When you begin to suspect an employee has been stealing, feelings of betrayal or anger can prompt you to make rash decisions. In the face of a suspected theft, however, it’s important to make sure that any accusations you bring forth have a basis in fact. Failing to do so not only breaks the bond of trust between manager and employee, it can even open your business up to certain types of lawsuits.

If you suspect an employee may be stealing from the business:

1. Gather evidence if you can.

What first made you suspect theft? Write down the date, time, and everything you remember that raised your suspicions. If items like receipts or ledgers raised your suspicions, make copies of these and keep them in a secure location. Video tape or other recordings may also help you investigate the question, according to the Houston Chronicle.

2. Store the evidence in a secure location.

Designate a single file, box, or other place for the evidence and use it for everything you gather. As you gather evidence, keep in mind that you may need it for at least two purposes: to support a decision to fire the employee, and to demonstrate to police what has happened. Keep any evidence that seems useful for either purpose.

3. Consider consequences.

How large was the theft? What is the employee’s position in the company? What does the handbook or other policy documentation say about theft and employee termination? How will other team members react if they realize you retained or terminated an employee who was stealing?

Consider all these factors when deciding what sort of consequences are appropriate. For instance, you may decide to issue a written warning, put the employee on probation, require repayment, or fire the employee. Speaking to supervisors or executives can help ensure everyone is “on the same page” when it comes to consequences.

4. Decide whether or not to alert law enforcement.

If you go to the local police about the theft, the person you accuse of stealing may face arrest, criminal charges, or even conviction. Your business may be required to participate in any criminal case by cooperating with police and prosecutors or even sending someone to testify.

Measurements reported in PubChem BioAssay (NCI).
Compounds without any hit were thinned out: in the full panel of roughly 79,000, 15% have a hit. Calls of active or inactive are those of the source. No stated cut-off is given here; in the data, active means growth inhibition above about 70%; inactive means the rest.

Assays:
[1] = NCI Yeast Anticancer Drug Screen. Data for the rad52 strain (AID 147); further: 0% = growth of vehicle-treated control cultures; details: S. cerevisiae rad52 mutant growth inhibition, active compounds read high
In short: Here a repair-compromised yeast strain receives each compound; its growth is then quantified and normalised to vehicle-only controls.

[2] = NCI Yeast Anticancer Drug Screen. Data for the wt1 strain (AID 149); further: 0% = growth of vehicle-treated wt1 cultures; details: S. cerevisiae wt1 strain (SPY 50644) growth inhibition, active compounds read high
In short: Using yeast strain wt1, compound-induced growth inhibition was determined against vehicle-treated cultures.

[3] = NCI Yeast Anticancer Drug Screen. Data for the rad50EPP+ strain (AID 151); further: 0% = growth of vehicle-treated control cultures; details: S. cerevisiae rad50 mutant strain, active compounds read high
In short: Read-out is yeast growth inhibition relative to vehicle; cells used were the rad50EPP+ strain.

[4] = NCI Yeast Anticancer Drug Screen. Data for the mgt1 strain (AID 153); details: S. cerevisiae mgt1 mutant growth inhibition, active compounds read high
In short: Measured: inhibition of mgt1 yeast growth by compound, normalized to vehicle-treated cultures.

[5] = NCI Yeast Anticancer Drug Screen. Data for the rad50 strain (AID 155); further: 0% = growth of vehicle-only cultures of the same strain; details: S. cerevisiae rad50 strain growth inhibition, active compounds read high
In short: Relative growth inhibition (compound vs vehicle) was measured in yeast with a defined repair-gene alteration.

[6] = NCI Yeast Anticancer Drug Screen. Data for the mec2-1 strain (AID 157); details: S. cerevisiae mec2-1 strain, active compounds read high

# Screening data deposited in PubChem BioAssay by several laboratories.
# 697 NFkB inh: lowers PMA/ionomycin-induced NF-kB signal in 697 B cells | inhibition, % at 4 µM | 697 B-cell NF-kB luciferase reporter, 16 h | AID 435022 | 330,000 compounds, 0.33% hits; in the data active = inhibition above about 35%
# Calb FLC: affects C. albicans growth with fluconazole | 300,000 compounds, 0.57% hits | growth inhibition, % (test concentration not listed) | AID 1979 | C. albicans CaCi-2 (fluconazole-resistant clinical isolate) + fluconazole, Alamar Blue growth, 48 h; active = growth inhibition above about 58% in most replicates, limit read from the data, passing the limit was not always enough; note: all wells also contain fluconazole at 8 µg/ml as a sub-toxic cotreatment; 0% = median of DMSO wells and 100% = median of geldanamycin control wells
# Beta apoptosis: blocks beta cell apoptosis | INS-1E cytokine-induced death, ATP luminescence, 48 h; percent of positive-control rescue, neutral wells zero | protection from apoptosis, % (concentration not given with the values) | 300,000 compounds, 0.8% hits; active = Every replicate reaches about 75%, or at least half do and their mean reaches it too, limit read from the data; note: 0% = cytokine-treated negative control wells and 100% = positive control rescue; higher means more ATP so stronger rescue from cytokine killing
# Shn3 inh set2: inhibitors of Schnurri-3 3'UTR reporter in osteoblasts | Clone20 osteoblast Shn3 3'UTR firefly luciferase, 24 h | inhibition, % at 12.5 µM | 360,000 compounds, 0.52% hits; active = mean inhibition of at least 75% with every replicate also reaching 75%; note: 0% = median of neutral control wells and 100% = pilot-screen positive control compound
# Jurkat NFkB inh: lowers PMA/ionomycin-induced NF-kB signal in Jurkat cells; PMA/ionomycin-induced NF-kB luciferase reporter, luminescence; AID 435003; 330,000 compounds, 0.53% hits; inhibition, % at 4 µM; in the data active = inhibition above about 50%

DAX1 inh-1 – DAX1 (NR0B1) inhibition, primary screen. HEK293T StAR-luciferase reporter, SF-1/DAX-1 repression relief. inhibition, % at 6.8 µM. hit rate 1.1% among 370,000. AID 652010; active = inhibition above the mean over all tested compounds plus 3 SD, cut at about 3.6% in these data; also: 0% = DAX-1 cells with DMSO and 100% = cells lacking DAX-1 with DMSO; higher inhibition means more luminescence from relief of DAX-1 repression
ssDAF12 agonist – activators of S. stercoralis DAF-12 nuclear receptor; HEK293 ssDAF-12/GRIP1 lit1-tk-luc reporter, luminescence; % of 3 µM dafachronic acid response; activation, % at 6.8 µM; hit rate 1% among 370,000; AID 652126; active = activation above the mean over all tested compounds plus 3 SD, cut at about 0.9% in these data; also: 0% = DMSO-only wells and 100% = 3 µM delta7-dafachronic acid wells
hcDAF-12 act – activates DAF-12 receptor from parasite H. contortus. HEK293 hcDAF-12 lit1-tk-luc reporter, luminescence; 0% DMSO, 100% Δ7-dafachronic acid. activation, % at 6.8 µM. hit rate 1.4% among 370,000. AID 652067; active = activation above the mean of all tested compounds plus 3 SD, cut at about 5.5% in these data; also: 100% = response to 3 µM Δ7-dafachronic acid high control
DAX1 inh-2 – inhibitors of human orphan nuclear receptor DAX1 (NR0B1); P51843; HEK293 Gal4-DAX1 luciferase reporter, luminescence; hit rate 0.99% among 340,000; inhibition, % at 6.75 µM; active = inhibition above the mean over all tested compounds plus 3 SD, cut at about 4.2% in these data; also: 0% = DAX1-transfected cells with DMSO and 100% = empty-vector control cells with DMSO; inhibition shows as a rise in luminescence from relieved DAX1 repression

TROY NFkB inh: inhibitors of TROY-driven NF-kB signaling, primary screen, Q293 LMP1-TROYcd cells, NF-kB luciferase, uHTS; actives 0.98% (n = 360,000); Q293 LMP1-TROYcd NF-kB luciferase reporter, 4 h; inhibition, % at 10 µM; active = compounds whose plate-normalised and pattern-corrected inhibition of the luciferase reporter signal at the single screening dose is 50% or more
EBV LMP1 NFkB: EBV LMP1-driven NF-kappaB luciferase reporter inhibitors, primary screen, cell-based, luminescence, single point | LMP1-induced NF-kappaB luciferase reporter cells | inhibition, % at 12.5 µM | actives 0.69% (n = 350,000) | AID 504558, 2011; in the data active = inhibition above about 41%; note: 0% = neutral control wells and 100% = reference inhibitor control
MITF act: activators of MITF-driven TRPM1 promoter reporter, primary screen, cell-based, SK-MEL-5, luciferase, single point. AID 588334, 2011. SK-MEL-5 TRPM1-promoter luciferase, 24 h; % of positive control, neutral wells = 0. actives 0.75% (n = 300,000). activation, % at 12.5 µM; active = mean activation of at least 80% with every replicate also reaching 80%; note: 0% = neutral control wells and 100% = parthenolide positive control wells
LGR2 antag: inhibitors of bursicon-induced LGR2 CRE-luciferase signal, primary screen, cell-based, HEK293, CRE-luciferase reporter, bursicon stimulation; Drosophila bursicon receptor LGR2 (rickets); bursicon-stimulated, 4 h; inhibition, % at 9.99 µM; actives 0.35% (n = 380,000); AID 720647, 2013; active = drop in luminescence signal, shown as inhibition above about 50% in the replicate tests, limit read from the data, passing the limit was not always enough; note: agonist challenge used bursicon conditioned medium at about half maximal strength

Your decision regarding whether or not to speak to police should be based on a number of factors, including the size of the theft, the evidence you have (or haven’t) gathered, the results of your attempts to address the issue internally, and the effects on other staff if the case is (or is not) brought to court. As with the decision about consequences, the decision whether or not to alert law enforcement should have the support of every necessary decision maker.

5. Consider speaking to your business’s lawyer.

Any questions about the legal rules regarding the theft itself, your attempts to investigate it, or potential consequences for the employee should be discussed with your business’s lawyer. Since an employee theft can involve areas of law including criminal laws, employment, and privacy laws, it’s important to understand what your options are in this specific situation.

6. If you do confront the employee, don’t do it alone.

Have at least one other person in the room whenever you speak to the employee about the theft or consequences for it, including termination. The other person can intervene if the exchange becomes heated and can serve as a witness to the events, helping corroborate what happened and prevent a potential “he said she said” situation from further complicating your attempts to address the theft.

7. Take another look at your business’s security measures.

If one employee can steal, chances are good that another employee could do so as well – or that even members of the public could manage a theft. Examine the process by which this theft occurred to find ways to improve security measures. These may include requiring two people to sign off on paperwork, changing locks or security codes, or taking other security measures.

Employees who have been charged with theft have certain rights, including the right to work with an experienced New Jersey criminal defense lawyer of their choice. Employers, in turn, may choose to speak to local law enforcement about the issue if needed.